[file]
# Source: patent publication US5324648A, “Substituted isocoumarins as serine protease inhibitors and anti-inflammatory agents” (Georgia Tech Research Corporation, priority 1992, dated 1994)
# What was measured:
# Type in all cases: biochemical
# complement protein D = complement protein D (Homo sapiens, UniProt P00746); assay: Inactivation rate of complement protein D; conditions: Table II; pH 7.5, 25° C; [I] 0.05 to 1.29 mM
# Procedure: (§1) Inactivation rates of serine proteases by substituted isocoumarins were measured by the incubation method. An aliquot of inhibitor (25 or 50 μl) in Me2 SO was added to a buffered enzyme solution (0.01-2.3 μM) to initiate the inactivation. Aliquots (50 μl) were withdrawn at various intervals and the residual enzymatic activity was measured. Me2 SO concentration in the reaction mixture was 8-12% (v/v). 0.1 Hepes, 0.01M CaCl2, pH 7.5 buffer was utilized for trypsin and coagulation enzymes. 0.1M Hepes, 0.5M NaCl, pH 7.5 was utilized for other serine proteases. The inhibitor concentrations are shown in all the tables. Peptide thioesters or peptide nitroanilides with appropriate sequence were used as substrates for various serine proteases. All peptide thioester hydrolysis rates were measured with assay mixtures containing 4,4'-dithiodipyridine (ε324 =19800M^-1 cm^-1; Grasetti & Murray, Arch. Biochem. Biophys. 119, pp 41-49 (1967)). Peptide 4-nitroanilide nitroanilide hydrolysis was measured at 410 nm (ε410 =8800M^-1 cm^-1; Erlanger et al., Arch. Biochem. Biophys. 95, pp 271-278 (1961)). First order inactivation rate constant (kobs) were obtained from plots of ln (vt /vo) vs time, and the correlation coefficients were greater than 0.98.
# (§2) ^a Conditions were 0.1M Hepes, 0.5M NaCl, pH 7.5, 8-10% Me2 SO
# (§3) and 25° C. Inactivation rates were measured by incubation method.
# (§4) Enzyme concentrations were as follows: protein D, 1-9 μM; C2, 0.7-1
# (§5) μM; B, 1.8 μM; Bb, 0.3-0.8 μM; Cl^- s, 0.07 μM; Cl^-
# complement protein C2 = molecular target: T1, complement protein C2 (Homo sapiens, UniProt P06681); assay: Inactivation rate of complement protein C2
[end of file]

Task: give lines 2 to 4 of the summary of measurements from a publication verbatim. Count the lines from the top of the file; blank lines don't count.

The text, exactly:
# What was measured:
# Type in all cases: biochemical
# complement protein D = complement protein D (Homo sapiens, UniProt P00746); assay: Inactivation rate of complement protein D; conditions: Table II; pH 7.5, 25° C; [I] 0.05 to 1.29 mM